John Toaspern, United States Potato Board

Market Report - Special USPB Meeting Summary

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Green and Growing

I’m writing this on deadline, on a beautiful St. Patrick’s Day. March 17 and it truly feels like spring – sunshine, temperatures in the 60’s and no snow. It’s the wearing of the green, but all around us the ground is coming back to life. Crocuses, tulips, growers are starting to get their seed and the next couple of months of planting will be key to the health of the industry for this year and perhaps for the next couple of years.

It’s a new year, and with the ground awakening from its winter slumber it’s time to begin the year with a positive outlook. As the seed begins to sprout and the fields become a sea of green it’s time to take a lesson from the past year and plant responsibly.

This has been a winter of reckoning for the potato industry and now, hopefully, we have turned the corner and this year will see a return to better profits for all segments of the industry.

There are positive trends to report on in the potato industry. One segment that is showing growth and promise is the international market. Trade with Mexico still needs to be worked out but there have been advances elsewhere.

Go to this month’s video interview with John Toaspern to hear some good news for the potato industry. Toaspern is the United States Potato Board’s vice president of international marketing. The trend in international sales is on the rise in all segments and Toaspern anticipates a continuing climb for U.S. potatoes for the immediate years to come.

It’s a new year, new potential with new possibilities. Plant responsibly and be careful out there.


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John Toaspern
United States Potato Board

 

Market Report

The annual meeting of the United States Potato Board (USPB) was held in Denver, Colo., at the Westin Tabor Center March 8-12. The meeting saw the election of a new chairman along with passage of the assessment fee and a revised interpretation of the bylaws governing term limits by the Obama administration.

Cheryl Koompin, of American Falls, Idaho, was elected chairman of USPB during the final day of the meeting. Koompin and her husband, Klaren, along with their sons, Klaren's brother and sister-in-law and a nephew operate Koompin Farms. They farm around 15,000 acres. They are process growers and typically grow 3,300 acres of process potatoes and seed potatoes each year.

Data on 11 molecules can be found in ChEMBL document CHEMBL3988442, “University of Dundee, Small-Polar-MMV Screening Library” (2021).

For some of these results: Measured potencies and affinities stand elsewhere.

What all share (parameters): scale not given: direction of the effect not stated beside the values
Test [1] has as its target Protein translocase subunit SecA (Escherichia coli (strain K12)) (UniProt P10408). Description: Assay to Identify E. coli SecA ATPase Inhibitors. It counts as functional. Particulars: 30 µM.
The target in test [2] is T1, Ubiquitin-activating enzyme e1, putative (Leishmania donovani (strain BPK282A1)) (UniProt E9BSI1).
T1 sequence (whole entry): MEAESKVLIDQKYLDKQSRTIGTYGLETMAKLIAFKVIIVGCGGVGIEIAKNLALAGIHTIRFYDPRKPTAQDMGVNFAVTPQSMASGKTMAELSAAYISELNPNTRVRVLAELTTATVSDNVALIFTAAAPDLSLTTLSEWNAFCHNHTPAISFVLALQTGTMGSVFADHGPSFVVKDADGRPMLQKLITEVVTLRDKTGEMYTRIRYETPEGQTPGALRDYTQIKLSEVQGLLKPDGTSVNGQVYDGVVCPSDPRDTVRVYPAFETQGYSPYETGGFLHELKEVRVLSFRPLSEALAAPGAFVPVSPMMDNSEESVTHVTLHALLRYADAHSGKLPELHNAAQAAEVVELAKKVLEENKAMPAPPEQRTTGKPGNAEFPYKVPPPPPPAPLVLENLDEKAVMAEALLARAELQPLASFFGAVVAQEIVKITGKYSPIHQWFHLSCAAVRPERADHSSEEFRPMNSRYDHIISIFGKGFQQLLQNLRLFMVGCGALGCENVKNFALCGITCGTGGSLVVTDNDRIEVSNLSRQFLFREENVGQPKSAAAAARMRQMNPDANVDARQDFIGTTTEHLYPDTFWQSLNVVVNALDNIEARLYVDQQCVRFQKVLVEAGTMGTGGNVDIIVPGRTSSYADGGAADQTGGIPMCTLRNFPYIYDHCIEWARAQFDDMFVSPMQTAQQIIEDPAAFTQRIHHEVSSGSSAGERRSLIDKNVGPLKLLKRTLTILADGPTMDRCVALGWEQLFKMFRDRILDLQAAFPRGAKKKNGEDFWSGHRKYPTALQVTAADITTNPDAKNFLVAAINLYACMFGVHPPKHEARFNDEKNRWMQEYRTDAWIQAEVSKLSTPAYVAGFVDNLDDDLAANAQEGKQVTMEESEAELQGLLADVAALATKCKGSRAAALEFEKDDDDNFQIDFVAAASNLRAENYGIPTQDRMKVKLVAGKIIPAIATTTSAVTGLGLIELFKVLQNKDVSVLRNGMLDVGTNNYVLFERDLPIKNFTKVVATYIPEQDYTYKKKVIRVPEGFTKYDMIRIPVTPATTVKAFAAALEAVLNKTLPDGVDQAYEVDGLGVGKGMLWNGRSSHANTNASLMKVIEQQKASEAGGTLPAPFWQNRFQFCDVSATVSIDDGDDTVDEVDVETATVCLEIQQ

Koompin has been the co-chair of the USPB's international marketing committee for the last three years. She has been involved with the USPB over the past five years.

Koompin said that she would continue to emphasize the development of new international markets for U.S. potato growers in all sectors – fresh, process, dehy and seed. She also said that during her tenure as chairman she would continue to support the USPB's "Who is Linda?" domestic marketing campaign targeted at women between the ages of 18 and 54. The campaign attempts to inform women consumers to the economic and nutritional value of potatoes to their diet and their pocketbook.

Another major policy component that Koompin will face during her year as chairman will be the development of the USPB's next comprehensive five-year long-range plan.

On March 11, Tim O'Connor, USPB president and CEO, listed five items to be the industry's biggest problems. Declining demand led the list, followed by acrylamides, obesity, low-carb diets and consumer's changing lifestyles.

O'Connor warned the audience not to believe that any sector of the potato industry enjoyed immunity from the items on the list.

"Demand is everybody's problem," O'Connor said.

O'Connor said that the industry must focus on how to address long term demand, citing the 10-year decline in potato consumption that continues to plague growers, packers and shippers.

He said that if they don't resolve the decline in long-term demand, tomorrow would look no better then yesterday.

"Image in consumers' mind is one of the huge issues facing the industry," O'Connor said.

O'Connor said that it was up to the industry to “unlock positive images," and that any positive changes would come incrementally because there is no silver bullet.

USPB decided at the meeting not to raise the current assessment, holding it at .03 cents per cwt. Not a big victory but in a year that has seen very little good news in its first quarter, this was a small victory.

On the other hand, a move by the Obama administration and USDA has members of USPB concerned that membership recruitment could be impaired.

The Obama administration has issued a term limits directive to all agricultural promotion boards and all check-off councils.

In an effort to bring more diversity onto the boards and recruit more women, minorities and small farmers to membership on the boards, USDA informed USPB at last week’s annual meeting that no one would be allowed to serve beyond two, three-year terms.

USDA would not allow “retreads,” members who serve for six years, take a year or more away, then return to another three-year term.

The only way to get around the term limits directive would be to have your Congressman write a letter to USDA seeking an exemption.

 

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